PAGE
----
You hear people argue that legalizing chocolate truffles will not lead to use of more powerful food drugs. But the evidence says otherwise. Truffles are the gateway to indulgence and food abuse.
Indulging in just one small chocolate truffle can induce cravings for more sugary and fatty foods—and even awaken a desire for high-end status products, according to a new study in the Journal of Consumer Research.
Truffles even awaken a desire for high-end status products? First you eat a truffle. Then you eat a pizza. Before you know it you find yourself shopping for a Rolls Royce or maybe a Patek Philippe watch. Just say no.
In a study that examined goals and behavior in consumers, authors Juliano Laran (University of Miami) and Chris Janiszewski (University of Florida) found that study participants who consumed a chocolate truffle desired ice cream, pizza, and potato chips more than people who were told to resist eating a truffle.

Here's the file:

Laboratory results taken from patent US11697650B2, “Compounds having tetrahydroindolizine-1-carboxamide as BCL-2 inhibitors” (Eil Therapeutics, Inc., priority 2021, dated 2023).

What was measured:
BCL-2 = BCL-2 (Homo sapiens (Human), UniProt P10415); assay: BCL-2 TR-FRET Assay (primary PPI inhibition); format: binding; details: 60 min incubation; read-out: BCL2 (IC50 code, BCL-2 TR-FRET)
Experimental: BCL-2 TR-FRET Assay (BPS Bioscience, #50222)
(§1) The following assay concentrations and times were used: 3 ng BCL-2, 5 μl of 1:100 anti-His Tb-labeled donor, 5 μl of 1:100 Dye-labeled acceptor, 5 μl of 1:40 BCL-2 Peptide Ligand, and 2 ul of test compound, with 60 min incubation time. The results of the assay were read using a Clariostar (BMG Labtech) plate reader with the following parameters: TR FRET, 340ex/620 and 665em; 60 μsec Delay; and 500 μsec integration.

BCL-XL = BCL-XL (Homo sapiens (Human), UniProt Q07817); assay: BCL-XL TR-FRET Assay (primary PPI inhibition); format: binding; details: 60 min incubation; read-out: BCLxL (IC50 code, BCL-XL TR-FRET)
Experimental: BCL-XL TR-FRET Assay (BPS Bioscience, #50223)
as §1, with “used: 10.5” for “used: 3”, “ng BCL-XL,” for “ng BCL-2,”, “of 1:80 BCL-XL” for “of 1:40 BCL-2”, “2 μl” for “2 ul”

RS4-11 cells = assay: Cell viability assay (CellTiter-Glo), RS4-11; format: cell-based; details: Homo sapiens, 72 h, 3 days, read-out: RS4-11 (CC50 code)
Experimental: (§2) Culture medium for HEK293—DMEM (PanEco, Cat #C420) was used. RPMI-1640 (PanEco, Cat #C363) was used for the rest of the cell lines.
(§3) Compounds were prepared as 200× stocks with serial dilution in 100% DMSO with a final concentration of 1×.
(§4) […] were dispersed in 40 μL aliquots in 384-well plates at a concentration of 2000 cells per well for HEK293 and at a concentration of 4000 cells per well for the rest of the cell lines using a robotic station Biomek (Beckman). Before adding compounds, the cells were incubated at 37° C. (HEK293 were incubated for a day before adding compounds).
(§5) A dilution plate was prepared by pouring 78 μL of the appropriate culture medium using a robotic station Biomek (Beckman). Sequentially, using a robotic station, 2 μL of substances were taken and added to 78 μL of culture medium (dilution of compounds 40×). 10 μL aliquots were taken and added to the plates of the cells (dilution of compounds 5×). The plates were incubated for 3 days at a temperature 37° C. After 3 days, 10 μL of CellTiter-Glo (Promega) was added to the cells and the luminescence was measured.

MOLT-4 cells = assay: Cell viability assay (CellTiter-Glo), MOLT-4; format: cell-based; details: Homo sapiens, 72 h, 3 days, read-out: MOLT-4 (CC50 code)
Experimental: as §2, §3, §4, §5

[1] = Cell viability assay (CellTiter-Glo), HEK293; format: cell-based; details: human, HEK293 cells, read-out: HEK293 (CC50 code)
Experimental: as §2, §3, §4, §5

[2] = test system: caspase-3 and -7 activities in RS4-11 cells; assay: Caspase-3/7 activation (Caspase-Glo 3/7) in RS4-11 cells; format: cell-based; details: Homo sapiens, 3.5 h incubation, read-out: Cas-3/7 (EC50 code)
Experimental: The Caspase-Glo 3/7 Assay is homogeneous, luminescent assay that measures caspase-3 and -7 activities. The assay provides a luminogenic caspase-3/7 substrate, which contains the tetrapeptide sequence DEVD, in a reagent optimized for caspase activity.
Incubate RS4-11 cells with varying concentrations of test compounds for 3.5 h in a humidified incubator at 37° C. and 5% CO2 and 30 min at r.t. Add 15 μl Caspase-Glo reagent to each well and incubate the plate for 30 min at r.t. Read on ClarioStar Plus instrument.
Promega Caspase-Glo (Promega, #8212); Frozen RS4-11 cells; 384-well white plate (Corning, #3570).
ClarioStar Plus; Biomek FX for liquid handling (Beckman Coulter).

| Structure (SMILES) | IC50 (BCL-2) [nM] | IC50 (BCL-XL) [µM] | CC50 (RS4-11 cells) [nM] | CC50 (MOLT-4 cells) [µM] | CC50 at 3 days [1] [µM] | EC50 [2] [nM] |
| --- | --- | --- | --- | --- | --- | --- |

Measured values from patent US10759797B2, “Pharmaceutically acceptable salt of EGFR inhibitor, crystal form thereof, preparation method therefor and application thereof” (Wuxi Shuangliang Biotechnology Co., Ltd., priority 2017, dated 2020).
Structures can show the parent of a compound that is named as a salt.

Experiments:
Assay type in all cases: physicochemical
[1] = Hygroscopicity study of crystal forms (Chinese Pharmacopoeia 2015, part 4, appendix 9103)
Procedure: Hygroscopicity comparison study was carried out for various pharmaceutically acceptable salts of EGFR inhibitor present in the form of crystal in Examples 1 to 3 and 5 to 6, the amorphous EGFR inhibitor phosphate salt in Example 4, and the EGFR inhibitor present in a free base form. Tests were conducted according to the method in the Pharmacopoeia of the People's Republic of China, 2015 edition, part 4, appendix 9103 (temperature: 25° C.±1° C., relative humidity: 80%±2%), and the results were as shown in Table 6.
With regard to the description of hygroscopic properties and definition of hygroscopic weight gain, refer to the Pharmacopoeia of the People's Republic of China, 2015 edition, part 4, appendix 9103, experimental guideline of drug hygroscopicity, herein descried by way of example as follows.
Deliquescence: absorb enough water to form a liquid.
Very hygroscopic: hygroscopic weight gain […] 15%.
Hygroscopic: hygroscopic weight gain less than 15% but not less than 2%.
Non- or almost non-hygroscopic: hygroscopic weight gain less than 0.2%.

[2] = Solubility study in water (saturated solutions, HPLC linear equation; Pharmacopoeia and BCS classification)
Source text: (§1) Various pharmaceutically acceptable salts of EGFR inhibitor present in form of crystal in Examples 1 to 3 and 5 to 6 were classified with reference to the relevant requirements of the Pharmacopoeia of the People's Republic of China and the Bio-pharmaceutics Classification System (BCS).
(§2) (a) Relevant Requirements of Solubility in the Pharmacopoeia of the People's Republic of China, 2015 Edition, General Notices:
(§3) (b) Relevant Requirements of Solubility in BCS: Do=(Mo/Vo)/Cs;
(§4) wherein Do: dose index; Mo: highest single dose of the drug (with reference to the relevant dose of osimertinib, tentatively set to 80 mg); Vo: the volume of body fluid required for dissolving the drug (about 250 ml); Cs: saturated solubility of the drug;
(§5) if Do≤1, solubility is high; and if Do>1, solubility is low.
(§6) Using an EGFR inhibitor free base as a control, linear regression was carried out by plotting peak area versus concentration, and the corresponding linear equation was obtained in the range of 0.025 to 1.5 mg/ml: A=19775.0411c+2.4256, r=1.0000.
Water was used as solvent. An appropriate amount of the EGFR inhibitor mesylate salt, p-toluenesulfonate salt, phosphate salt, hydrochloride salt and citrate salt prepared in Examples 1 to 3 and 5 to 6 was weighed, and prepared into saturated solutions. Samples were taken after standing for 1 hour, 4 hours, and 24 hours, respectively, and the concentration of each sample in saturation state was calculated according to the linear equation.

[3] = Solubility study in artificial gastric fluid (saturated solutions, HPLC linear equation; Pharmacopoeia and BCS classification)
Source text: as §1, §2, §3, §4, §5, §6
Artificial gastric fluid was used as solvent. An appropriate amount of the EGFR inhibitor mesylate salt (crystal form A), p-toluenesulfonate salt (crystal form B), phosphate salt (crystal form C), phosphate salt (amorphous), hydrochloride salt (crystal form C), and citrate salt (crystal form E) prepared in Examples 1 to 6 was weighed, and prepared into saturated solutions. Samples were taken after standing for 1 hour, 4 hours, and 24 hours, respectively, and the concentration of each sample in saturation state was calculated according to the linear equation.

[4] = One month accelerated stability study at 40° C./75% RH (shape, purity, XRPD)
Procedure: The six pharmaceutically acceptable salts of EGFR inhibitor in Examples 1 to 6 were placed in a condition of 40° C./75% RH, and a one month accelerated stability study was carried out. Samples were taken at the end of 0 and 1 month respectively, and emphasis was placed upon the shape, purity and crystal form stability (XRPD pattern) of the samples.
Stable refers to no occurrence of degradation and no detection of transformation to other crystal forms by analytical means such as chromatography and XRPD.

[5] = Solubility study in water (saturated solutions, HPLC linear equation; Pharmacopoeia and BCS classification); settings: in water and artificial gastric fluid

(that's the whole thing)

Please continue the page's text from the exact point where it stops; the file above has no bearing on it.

When participants were allowed eat a truffle, they unconsciously activated a goal of indulgence, the authors explain. Likewise, those who were asked to resist the treat activated health goals. Once people felt their goals were met, they tended to reverse their behaviors. For example, when people who resisted the truffle were told they did a good job, they indicated that they desired fatty foods more than healthy foods.
"Once people feel like they have achieved a certain goal, they tend to pursue the opposing goal. When asked about their behaviors, no participant related their desires to the initial chocolate consumption, indicating the operation of a non-conscious system that guides people's behaviors," write the authors.
Truffles even awaken a desire for high-end status products? How rapidly has truffle consumption grown in recent years? Does this account the unsustainable US trade deficit, excessive personal indebtedness, and government budget deficits? Are truffles handed out by lobbyists?
|Share |||Randall Parker, 2008 December 15 05:30 PM Brain Appetite|